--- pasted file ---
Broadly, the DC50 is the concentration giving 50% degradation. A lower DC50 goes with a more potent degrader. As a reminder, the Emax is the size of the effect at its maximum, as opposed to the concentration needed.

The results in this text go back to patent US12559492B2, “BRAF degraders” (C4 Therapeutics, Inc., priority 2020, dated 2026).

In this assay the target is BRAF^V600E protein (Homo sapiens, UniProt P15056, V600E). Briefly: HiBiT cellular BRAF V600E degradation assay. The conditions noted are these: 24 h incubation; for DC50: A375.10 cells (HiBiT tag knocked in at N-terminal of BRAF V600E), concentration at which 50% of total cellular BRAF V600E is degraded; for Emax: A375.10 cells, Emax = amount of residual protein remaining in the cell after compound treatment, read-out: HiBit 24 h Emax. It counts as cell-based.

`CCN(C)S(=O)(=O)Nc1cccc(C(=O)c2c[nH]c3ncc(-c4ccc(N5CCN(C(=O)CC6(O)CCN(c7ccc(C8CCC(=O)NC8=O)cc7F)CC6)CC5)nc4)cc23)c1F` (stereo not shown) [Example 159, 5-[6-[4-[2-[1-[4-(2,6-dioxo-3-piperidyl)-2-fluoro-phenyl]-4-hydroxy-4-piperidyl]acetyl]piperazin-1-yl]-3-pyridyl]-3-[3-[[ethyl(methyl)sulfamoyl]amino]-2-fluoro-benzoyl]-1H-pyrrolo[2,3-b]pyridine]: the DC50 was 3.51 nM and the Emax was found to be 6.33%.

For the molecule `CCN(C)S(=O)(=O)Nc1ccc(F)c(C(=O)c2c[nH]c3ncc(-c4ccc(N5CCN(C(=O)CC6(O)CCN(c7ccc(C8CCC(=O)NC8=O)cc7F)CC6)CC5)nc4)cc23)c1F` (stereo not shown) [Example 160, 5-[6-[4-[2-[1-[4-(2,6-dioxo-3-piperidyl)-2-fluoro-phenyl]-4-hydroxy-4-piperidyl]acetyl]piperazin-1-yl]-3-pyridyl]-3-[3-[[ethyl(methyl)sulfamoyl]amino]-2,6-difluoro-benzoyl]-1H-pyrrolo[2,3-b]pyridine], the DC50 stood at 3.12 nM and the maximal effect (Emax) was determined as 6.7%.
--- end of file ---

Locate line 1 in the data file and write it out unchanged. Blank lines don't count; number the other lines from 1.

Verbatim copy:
Broadly, the DC50 is the concentration giving 50% degradation. A lower DC50 goes with a more potent degrader. As a reminder, the Emax is the size of the effect at its maximum, as opposed to the concentration needed.